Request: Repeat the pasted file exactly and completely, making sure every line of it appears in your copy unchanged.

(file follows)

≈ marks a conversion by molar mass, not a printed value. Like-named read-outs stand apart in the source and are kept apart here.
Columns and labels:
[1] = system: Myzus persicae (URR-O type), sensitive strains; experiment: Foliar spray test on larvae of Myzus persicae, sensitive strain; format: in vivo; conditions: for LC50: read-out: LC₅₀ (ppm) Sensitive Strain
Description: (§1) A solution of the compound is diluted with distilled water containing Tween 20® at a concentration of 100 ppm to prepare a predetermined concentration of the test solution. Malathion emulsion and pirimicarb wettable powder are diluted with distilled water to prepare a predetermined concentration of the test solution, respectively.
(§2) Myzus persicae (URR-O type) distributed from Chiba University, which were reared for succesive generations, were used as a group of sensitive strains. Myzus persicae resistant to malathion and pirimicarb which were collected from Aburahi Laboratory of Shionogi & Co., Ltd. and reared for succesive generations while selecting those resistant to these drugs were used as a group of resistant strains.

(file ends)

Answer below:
≈ marks a conversion by molar mass, not a printed value. Like-named read-outs stand apart in the source and are kept apart here.
Columns and labels:
[1] = system: Myzus persicae (URR-O type), sensitive strains; experiment: Foliar spray test on larvae of Myzus persicae, sensitive strain; format: in vivo; conditions: for LC50: read-out: LC₅₀ (ppm) Sensitive Strain
Description: (§1) A solution of the compound is diluted with distilled water containing Tween 20® at a concentration of 100 ppm to prepare a predetermined concentration of the test solution. Malathion emulsion and pirimicarb wettable powder are diluted with distilled water to prepare a predetermined concentration of the test solution, respectively.
(§2) Myzus persicae (URR-O type) distributed from Chiba University, which were reared for succesive generations, were used as a group of sensitive strains. Myzus persicae resistant to malathion and pirimicarb which were collected from Aburahi Laboratory of Shionogi & Co., Ltd. and reared for succesive generations while selecting those resistant to these drugs were used as a group of resistant strains.